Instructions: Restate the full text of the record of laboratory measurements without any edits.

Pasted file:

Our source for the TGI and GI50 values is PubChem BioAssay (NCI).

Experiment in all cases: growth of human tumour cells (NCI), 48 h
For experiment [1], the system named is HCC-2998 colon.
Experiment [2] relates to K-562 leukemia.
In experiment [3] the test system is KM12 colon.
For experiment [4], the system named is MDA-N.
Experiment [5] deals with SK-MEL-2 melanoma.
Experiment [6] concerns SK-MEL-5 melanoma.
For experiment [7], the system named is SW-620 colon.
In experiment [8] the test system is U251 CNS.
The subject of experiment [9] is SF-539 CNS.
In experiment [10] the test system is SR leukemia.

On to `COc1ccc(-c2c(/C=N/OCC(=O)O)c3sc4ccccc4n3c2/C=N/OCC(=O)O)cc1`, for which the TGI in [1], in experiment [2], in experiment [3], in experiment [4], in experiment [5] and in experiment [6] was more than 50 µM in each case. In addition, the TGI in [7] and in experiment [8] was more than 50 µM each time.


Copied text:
Our source for the TGI and GI50 values is PubChem BioAssay (NCI).

Experiment in all cases: growth of human tumour cells (NCI), 48 h
For experiment [1], the system named is HCC-2998 colon.
Experiment [2] relates to K-562 leukemia.
In experiment [3] the test system is KM12 colon.
For experiment [4], the system named is MDA-N.
Experiment [5] deals with SK-MEL-2 melanoma.
Experiment [6] concerns SK-MEL-5 melanoma.
For experiment [7], the system named is SW-620 colon.
In experiment [8] the test system is U251 CNS.
The subject of experiment [9] is SF-539 CNS.
In experiment [10] the test system is SR leukemia.

On to `COc1ccc(-c2c(/C=N/OCC(=O)O)c3sc4ccccc4n3c2/C=N/OCC(=O)O)cc1`, for which the TGI in [1], in experiment [2], in experiment [3], in experiment [4], in experiment [5] and in experiment [6] was more than 50 µM in each case. In addition, the TGI in [7] and in experiment [8] was more than 50 µM each time.